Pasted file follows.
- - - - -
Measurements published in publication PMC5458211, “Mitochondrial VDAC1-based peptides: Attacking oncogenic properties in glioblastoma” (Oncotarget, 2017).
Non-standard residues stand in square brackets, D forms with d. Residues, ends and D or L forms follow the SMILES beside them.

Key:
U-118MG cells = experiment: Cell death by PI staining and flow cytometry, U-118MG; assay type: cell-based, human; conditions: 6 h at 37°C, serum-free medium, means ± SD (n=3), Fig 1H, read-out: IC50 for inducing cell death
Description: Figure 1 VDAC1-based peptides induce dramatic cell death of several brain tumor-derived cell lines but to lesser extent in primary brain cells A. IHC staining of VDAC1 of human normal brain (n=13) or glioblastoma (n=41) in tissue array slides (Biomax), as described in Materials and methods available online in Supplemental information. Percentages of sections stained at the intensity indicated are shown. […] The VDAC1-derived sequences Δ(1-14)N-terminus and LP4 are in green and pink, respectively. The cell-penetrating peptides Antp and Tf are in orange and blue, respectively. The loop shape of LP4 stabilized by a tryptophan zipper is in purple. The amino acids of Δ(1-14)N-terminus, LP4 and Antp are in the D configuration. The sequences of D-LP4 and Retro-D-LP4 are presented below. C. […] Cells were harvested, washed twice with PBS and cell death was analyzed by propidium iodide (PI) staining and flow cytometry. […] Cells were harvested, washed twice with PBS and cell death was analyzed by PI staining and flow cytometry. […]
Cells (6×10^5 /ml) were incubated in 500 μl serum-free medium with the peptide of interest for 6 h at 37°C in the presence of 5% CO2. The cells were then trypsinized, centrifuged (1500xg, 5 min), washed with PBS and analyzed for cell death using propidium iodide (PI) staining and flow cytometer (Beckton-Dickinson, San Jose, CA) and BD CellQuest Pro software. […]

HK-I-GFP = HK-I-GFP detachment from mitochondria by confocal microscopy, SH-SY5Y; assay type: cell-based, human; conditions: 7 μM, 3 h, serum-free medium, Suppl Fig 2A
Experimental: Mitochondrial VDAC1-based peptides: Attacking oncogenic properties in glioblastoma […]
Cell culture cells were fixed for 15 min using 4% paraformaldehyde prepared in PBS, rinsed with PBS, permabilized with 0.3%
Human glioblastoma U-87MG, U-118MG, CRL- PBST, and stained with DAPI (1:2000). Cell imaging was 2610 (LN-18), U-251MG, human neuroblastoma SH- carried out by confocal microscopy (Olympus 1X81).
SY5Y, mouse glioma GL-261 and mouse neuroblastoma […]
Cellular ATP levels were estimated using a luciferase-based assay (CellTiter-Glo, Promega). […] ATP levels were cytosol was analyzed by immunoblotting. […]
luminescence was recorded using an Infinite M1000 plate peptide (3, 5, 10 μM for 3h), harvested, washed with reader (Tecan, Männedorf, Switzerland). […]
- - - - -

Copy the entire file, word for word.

Measurements published in publication PMC5458211, “Mitochondrial VDAC1-based peptides: Attacking oncogenic properties in glioblastoma” (Oncotarget, 2017).
Non-standard residues stand in square brackets, D forms with d. Residues, ends and D or L forms follow the SMILES beside them.

Key:
U-118MG cells = experiment: Cell death by PI staining and flow cytometry, U-118MG; assay type: cell-based, human; conditions: 6 h at 37°C, serum-free medium, means ± SD (n=3), Fig 1H, read-out: IC50 for inducing cell death
Description: Figure 1 VDAC1-based peptides induce dramatic cell death of several brain tumor-derived cell lines but to lesser extent in primary brain cells A. IHC staining of VDAC1 of human normal brain (n=13) or glioblastoma (n=41) in tissue array slides (Biomax), as described in Materials and methods available online in Supplemental information. Percentages of sections stained at the intensity indicated are shown. […] The VDAC1-derived sequences Δ(1-14)N-terminus and LP4 are in green and pink, respectively. The cell-penetrating peptides Antp and Tf are in orange and blue, respectively. The loop shape of LP4 stabilized by a tryptophan zipper is in purple. The amino acids of Δ(1-14)N-terminus, LP4 and Antp are in the D configuration. The sequences of D-LP4 and Retro-D-LP4 are presented below. C. […] Cells were harvested, washed twice with PBS and cell death was analyzed by propidium iodide (PI) staining and flow cytometry. […] Cells were harvested, washed twice with PBS and cell death was analyzed by PI staining and flow cytometry. […]
Cells (6×10^5 /ml) were incubated in 500 μl serum-free medium with the peptide of interest for 6 h at 37°C in the presence of 5% CO2. The cells were then trypsinized, centrifuged (1500xg, 5 min), washed with PBS and analyzed for cell death using propidium iodide (PI) staining and flow cytometer (Beckton-Dickinson, San Jose, CA) and BD CellQuest Pro software. […]

HK-I-GFP = HK-I-GFP detachment from mitochondria by confocal microscopy, SH-SY5Y; assay type: cell-based, human; conditions: 7 μM, 3 h, serum-free medium, Suppl Fig 2A
Experimental: Mitochondrial VDAC1-based peptides: Attacking oncogenic properties in glioblastoma […]
Cell culture cells were fixed for 15 min using 4% paraformaldehyde prepared in PBS, rinsed with PBS, permabilized with 0.3%
Human glioblastoma U-87MG, U-118MG, CRL- PBST, and stained with DAPI (1:2000). Cell imaging was 2610 (LN-18), U-251MG, human neuroblastoma SH- carried out by confocal microscopy (Olympus 1X81).
SY5Y, mouse glioma GL-261 and mouse neuroblastoma […]
Cellular ATP levels were estimated using a luciferase-based assay (CellTiter-Glo, Promega). […] ATP levels were cytosol was analyzed by immunoblotting. […]
luminescence was recorded using an Infinite M1000 plate peptide (3, 5, 10 μM for 3h), harvested, washed with reader (Tecan, Männedorf, Switzerland). […]